A year and a half after the terrorist attacks of 9/11, efforts to secure the trucking networks crisscrossing the United States continue to move forward slowly for a number of reasons.
The cost of security technology is the main stumbling block, said Drew Robertson, director of the New York City-based Freight Transportation Security Consortium. However, but that's largely because neither federal nor state governments nor truckers themselves are exactly sure what they want the technology to do.
"The scale of security technology envisioned by the people in Washington D.C. doesn't fit the business model needed in trucking so far," Robertson told Fleet Owner.
"Carriers and shippers don't want particular technologies forced on them because it could get expensive," he explained. "The margins are so thin today in trucking that carriers can't afford the kinds of technology being looked at. So a way has to be found to provide capital for security investments first before they can be installed in significant numbers."
He thinks reduced trucking insurance premiums for having such onboard security systems is the way to go, but so far that idea has not made any headway.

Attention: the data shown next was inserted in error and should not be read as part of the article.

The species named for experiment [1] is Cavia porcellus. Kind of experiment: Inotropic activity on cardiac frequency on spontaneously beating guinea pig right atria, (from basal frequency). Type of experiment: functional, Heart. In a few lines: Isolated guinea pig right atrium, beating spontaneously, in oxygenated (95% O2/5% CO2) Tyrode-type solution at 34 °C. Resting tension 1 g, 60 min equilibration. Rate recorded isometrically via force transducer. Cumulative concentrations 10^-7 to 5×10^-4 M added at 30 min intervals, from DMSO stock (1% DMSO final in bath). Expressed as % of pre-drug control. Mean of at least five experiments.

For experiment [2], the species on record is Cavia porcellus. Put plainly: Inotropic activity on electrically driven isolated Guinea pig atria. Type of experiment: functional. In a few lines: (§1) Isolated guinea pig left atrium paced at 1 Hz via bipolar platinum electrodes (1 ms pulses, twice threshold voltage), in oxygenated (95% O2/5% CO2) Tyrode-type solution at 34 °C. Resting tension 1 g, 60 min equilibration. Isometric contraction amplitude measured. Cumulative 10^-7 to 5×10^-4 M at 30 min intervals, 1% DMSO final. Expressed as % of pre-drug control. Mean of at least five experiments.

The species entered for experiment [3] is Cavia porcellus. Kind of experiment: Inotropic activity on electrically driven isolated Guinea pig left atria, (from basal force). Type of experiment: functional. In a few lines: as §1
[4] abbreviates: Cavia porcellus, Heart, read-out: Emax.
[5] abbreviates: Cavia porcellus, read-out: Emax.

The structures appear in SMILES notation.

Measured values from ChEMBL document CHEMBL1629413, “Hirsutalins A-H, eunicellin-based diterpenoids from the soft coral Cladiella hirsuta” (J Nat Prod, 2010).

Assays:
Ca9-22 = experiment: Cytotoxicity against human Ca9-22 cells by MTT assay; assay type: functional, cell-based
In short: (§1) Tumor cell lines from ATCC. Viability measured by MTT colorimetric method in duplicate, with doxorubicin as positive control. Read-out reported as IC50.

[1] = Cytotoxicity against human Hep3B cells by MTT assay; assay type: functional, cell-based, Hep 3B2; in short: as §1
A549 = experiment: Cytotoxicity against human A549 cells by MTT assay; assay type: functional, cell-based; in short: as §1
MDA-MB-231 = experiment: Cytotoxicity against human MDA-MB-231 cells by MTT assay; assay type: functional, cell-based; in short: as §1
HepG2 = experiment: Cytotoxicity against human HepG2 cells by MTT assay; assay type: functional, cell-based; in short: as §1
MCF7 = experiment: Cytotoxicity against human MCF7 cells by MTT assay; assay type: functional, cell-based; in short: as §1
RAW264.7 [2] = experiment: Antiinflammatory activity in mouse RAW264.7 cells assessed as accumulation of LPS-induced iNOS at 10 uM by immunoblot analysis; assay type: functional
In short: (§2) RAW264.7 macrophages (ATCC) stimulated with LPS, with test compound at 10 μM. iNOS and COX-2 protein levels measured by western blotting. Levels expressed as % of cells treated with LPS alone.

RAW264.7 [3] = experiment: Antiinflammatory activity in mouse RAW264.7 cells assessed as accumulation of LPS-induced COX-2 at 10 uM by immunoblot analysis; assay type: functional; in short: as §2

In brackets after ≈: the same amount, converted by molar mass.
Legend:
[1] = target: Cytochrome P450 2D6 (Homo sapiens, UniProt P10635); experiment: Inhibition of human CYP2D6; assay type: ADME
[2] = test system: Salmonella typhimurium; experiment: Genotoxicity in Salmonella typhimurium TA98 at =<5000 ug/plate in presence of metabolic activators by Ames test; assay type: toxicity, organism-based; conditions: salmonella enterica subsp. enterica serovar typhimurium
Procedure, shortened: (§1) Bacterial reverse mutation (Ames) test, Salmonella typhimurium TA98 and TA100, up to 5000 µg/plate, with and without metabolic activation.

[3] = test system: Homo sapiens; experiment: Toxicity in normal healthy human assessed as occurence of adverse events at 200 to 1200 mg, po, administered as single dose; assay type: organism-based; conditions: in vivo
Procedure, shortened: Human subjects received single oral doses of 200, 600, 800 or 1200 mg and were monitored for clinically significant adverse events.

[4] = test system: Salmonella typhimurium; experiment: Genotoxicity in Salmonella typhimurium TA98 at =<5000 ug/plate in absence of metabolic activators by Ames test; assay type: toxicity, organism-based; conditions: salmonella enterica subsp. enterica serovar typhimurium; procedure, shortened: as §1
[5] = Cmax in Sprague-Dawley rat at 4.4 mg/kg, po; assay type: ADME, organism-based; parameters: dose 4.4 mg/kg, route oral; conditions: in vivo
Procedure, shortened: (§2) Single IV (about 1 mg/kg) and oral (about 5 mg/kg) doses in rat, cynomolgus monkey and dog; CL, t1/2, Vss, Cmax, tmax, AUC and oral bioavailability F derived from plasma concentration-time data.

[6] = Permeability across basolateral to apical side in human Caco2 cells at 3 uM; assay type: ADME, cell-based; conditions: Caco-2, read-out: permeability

Robertson points to the Department of Transportation's (DOT) two-year hazmat truck security demonstration project as an example. The $2.5 million program is testing a variety of security systems -- including driver fingerprint verification, off-route vehicle alerts, stolen vehicle alerts, cargo tampering alerts, and remote vehicle disabling -- on 100 hazmat trucks.
Yet Robertson points out that workable security systems developed from this project may not fit the needs of non-hazmat carriers.
"If we can't develop systems that meet the needs of a large majority of the trucking industry, it may be a waste of time," he said. "We really can't push for a nationwide cargo tracking system because the human and financial resources are just not there right now."